James Houston Turner has an interesting past–a past that has helped him write. He grew up in Kansas, but turned to writing fiction as a result of smuggling goods behind the old Iron Curtain. He has been on a KGB watchlist, organized secret meetings with informants, and helped investigate forgotten tunnels buried amongst some of Central Europe’s cathedrals. Department Thirteen, his debut thriller featuring former KGB informant, Colonel Aleksandr Talanov, was inspired by those experiences. It won USA Book News “Best Thriller of 2011″ award, a gold medal in the 2012 Independent Publisher “IPPY” Book Awards (thriller/suspense), and a gold medal in the 2012 Indie Book Awards (action/adventure).
James holds both a Bachelor’s and Master’s Degree, and in 2011 he toured across America promoting his book on a tour he called the “Too Ugly Tour,” so named due to a bout with cancer that resulted in facial scars. He used this to let students know that you can’t let life defeat you, but you keep fighting for what you believe in.
He currently resides in Adelaide, South Australia, with his wife Wendy.
What was the hardest part of writing your book?
I knew I was writing a controversial book with Greco’s Game (click link to read synopsis). In its predecessor, Department Thirteen, my signature hero—former KGB colonel, Aleksandr Talanov—now retired and living in Australia—finds himself happily married to a woman he does not love. But when a group of assassins from his past narrowly miss killing him and his wife, he discovers he has broken the first rule of survival by unwittingly falling in love with the woman he must now fall out of love with in order to save her.
Judging by the amount of mail I’ve received, Talanov and his wife resonated with a lot of readers. So the surprise of his wife’s death in the opening chapter of Greco’s Game was a risk that made me nervous. How would people respond?
One complaint I hear a lot is how thrillers become too formulaic. Too predictable. That you know right away what is going to happen because it pretty much happened last time. Many readers prefer this. A lot don’t. So the hard question for me became what kind of a series was I going to write?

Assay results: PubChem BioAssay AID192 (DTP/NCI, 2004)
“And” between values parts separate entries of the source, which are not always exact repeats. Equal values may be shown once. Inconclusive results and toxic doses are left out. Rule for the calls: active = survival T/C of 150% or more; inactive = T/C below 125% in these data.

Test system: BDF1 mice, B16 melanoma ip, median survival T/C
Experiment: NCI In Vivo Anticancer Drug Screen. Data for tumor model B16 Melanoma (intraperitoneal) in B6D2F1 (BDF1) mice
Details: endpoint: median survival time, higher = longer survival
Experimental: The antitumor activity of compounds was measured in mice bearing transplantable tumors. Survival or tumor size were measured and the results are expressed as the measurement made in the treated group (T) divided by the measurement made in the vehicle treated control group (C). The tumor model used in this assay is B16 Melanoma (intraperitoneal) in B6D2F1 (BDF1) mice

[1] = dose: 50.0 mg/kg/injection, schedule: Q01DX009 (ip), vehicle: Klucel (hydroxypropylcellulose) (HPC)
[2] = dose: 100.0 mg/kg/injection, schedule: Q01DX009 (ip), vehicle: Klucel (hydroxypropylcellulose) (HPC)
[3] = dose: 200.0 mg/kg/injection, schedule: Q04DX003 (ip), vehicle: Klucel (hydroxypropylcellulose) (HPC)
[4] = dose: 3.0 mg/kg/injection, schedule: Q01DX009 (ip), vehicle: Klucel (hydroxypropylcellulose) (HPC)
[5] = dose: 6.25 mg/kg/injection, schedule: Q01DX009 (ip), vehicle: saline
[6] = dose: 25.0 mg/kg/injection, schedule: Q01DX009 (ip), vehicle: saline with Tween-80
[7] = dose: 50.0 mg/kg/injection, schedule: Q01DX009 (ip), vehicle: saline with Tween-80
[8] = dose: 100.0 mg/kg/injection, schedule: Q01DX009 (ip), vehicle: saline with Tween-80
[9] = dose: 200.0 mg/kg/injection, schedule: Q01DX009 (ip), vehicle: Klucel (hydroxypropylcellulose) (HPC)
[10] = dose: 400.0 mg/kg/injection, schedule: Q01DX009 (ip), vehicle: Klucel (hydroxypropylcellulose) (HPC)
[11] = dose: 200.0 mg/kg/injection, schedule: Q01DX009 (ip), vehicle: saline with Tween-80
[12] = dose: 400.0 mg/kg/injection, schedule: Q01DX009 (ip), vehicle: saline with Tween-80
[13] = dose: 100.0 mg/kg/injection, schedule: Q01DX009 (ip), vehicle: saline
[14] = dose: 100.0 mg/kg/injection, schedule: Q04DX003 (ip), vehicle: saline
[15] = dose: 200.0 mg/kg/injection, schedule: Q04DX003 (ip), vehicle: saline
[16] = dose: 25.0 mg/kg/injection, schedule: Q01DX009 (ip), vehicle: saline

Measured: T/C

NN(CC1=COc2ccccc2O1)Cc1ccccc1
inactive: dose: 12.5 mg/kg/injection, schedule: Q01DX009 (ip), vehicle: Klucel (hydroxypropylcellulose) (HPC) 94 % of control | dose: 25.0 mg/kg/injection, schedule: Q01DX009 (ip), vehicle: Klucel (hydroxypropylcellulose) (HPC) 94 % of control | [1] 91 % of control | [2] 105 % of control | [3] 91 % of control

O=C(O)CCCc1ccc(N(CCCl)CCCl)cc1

On one hand, it seemed an easy question to answer. “Formula” books are safe books. They are popular books. You know right up front what to expect, and if the author is worth his or her salt, you get just what you’re expecting to get.
But was that me? I had to admit it was not. Why? Because my own life has been anything but predictable. It’s been a rollercoaster of highs and lows, of anguish and exhilaration. And “thematic” in that I have faced one challenge after another, against odds that seemed at times impossible. In my case, that includes surviving cancer for over twenty-one years when I was originally given eighteen months to live. It includes being so poor I once had to live on jars of peanut butter given to me by a church. It includes being turned down for a customer service job because I was too ugly—a reference to the facial scars I still carry from that battle against cancer. Life has not been easy.
But it definitely has been triumphant.
So that is what I decided to put Talanov through. I did not want his predicaments to be predictable. I wanted Talanov to tackle overwhelming odds. I wanted him to stand up and fight for those who couldn’t stand up for themselves, which in Greco’s Game were the victims of a black market human trafficking ring being run by some of his old KGB buddies. Talanov will get it wrong sometimes, just as I’ve gotten it wrong. But in the end, he will get it right. And that means taking risks. So that is what I did with Greco’s Game.
When did you first start writing and when did you finish your first book?
When I was ten, and that first book was a collection of short stories. My first professional writing assignment, however, was for the Dr Pepper soft drink company in Dallas, Texas. It was a booklet entitled, “Ecology and You.” I then self-published The Earth of Your Soul, a book of free-verse poetry about growing up in eastern Kansas. It was overly sentimental in parts, but some of those poems can still be heard on late-night radio in some parts of the state. This was followed by The Spud Book (St Martins Press, New York), where I found myself cooking potatoes for television hosts and their audiences across America, including Regis Philbin and Pat Boone.